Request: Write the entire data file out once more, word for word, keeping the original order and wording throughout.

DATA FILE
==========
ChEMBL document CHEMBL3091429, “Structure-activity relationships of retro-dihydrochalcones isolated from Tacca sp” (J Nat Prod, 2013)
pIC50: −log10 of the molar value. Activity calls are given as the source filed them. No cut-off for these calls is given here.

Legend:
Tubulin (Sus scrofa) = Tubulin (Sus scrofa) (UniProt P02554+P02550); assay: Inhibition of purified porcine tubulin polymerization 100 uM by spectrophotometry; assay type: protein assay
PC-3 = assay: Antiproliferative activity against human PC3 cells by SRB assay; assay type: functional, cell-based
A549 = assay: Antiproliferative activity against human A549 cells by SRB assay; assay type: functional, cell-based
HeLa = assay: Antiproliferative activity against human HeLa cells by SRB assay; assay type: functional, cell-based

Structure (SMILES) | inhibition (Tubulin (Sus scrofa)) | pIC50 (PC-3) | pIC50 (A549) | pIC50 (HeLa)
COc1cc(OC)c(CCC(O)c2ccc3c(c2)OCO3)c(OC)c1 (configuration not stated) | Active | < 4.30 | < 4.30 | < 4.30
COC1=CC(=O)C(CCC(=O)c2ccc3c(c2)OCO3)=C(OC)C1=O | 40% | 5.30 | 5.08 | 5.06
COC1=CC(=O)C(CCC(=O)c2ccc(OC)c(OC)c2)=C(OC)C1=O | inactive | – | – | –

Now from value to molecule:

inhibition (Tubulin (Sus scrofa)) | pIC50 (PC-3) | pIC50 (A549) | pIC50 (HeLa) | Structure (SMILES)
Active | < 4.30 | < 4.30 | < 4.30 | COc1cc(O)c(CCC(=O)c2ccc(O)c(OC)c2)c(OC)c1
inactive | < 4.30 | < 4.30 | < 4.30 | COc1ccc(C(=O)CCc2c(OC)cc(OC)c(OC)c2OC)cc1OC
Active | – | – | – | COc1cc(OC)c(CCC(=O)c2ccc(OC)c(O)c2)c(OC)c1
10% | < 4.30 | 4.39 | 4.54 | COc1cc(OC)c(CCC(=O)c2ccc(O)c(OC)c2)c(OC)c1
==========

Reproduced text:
ChEMBL document CHEMBL3091429, “Structure-activity relationships of retro-dihydrochalcones isolated from Tacca sp” (J Nat Prod, 2013)
pIC50: −log10 of the molar value. Activity calls are given as the source filed them. No cut-off for these calls is given here.

Legend:
Tubulin (Sus scrofa) = Tubulin (Sus scrofa) (UniProt P02554+P02550); assay: Inhibition of purified porcine tubulin polymerization 100 uM by spectrophotometry; assay type: protein assay
PC-3 = assay: Antiproliferative activity against human PC3 cells by SRB assay; assay type: functional, cell-based
A549 = assay: Antiproliferative activity against human A549 cells by SRB assay; assay type: functional, cell-based
HeLa = assay: Antiproliferative activity against human HeLa cells by SRB assay; assay type: functional, cell-based

Structure (SMILES) | inhibition (Tubulin (Sus scrofa)) | pIC50 (PC-3) | pIC50 (A549) | pIC50 (HeLa)
COc1cc(OC)c(CCC(O)c2ccc3c(c2)OCO3)c(OC)c1 (configuration not stated) | Active | < 4.30 | < 4.30 | < 4.30
COC1=CC(=O)C(CCC(=O)c2ccc3c(c2)OCO3)=C(OC)C1=O | 40% | 5.30 | 5.08 | 5.06
COC1=CC(=O)C(CCC(=O)c2ccc(OC)c(OC)c2)=C(OC)C1=O | inactive | – | – | –

Now from value to molecule:

inhibition (Tubulin (Sus scrofa)) | pIC50 (PC-3) | pIC50 (A549) | pIC50 (HeLa) | Structure (SMILES)
Active | < 4.30 | < 4.30 | < 4.30 | COc1cc(O)c(CCC(=O)c2ccc(O)c(OC)c2)c(OC)c1
inactive | < 4.30 | < 4.30 | < 4.30 | COc1ccc(C(=O)CCc2c(OC)cc(OC)c(OC)c2OC)cc1OC
Active | – | – | – | COc1cc(OC)c(CCC(=O)c2ccc(OC)c(O)c2)c(OC)c1
10% | < 4.30 | 4.39 | 4.54 | COc1cc(OC)c(CCC(=O)c2ccc(O)c(OC)c2)c(OC)c1